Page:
A feelgood week

I think every coach goes through this now and then — those days where you wonder if you’re actually doing anybody any good. You start to wonder whether everyone’s time might be better spent apart rather than together.

Then there are weeks like this one. Two significant events occured this week, both on the pitching side, that made it a real feelgood week for me.

The first was Wednesday night. I was continuing to do radar gun checks of students I hadn’t seen yet. I like to do it periodically just to get some empirical data around what I’m observing. Most kids don’t like being gunned, and in a lot of cases the results tend to be a little lower than they thought, leading to disappointment. I have no doubt that anxiety over being clocked causes them to tighten up, making disappointing results a self-fulfilling prophecy.

So it was nice when one of my students got excited to see the radar gun come out. Of course, she had her own motivation. Her dad Rick, who is a reader and contributor here, apparently had promised her a kitty if she hit 57 mph. She was psyched up to give it a go.

She came ever so close — very consistently at 55, plus one 56, but couldn’t quite get that little extra on it. Still, she had fun trying, and like all daughters she assured me that she’ll be getting said kitty anyway. Rick didn’t look so sure, and maybe he can comment on it. But we’ll probably try again in a couple of weeks. In any case, it was nice to have someone actually want to do it. And by the way, she’d gained several mph since the last time I clocked her last year so it was good all around.

Then last night my first lesson was with a girl I started with last fall. She is a sophomore who never had a pitching lesson in her life. She’d just sort of gone out there and done it. She and/or her mom decided it was time for lessons, and they knew it would be a long, tough road. The girl didn’t throw too hard or too accurately back in September, primarily due to some serious mechnical issues.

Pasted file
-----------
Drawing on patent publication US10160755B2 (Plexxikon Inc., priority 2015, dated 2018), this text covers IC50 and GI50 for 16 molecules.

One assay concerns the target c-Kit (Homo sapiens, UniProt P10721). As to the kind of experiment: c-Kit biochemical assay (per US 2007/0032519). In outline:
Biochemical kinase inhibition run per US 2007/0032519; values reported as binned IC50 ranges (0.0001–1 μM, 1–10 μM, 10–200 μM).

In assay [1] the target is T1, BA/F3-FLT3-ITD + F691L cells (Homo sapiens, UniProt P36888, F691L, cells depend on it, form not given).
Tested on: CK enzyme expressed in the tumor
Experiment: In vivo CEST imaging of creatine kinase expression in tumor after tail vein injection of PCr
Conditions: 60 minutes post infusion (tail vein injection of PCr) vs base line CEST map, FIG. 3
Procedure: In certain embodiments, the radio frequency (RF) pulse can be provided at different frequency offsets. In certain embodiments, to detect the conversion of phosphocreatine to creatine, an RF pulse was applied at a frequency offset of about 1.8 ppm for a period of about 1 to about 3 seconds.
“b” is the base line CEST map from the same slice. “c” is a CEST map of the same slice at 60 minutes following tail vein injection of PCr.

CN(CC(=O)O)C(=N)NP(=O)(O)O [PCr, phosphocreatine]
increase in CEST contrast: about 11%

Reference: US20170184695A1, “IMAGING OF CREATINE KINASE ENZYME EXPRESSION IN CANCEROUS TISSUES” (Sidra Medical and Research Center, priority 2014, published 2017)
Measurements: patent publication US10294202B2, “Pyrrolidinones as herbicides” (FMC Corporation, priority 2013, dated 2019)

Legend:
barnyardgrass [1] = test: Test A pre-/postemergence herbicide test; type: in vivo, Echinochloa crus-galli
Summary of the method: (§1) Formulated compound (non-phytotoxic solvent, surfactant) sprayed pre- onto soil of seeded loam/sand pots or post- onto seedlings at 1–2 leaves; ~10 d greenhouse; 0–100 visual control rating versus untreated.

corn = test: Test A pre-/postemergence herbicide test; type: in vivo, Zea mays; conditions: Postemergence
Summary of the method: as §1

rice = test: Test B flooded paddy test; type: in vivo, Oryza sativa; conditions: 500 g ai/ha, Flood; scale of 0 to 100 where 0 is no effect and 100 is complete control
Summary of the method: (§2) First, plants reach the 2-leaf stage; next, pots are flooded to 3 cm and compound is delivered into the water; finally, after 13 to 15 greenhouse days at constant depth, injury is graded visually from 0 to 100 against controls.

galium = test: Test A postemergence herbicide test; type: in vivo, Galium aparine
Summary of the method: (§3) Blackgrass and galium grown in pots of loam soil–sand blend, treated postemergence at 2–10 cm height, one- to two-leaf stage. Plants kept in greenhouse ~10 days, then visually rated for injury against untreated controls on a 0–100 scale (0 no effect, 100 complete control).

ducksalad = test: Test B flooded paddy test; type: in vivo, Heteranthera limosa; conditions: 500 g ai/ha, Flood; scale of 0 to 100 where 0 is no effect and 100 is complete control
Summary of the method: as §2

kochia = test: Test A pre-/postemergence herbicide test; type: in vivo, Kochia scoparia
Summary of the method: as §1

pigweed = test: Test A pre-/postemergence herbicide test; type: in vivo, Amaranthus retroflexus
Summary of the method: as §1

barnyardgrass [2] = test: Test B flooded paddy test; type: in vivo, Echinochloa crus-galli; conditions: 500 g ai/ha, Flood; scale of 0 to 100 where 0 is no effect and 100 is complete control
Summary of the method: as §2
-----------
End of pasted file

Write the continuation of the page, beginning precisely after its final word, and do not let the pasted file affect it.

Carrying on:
Last night, though, she was rocking the ball. Her mom told me she’d had to purchase a catcher’s mitt because her old fielder’s glove from her playing days was no longer doing the job. Her hand was getting bruised and she needed the added padding. Accuracy also was excellent — no more throwing behind the batter.

The real fun part, though, was moving to the changeup. She threw three excellent changes and I told her let’s move on, I can only screw you up from here. That got a big smile!

Both of these girls work hard, listen intently, and try their best to do what I ask them to do. They are willing to make changes in their approach, and even more importantly they are learning to correct themselves. They are aware when they’re doing something they shouldn’t, and will say something even before I can. That, to me, is the best news of all.

And that’s the beauty of coaching. They both put in the effort, and I get to enjoy it along with them. Not a bad way to spend a couple of winter nights!

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About Ken Krause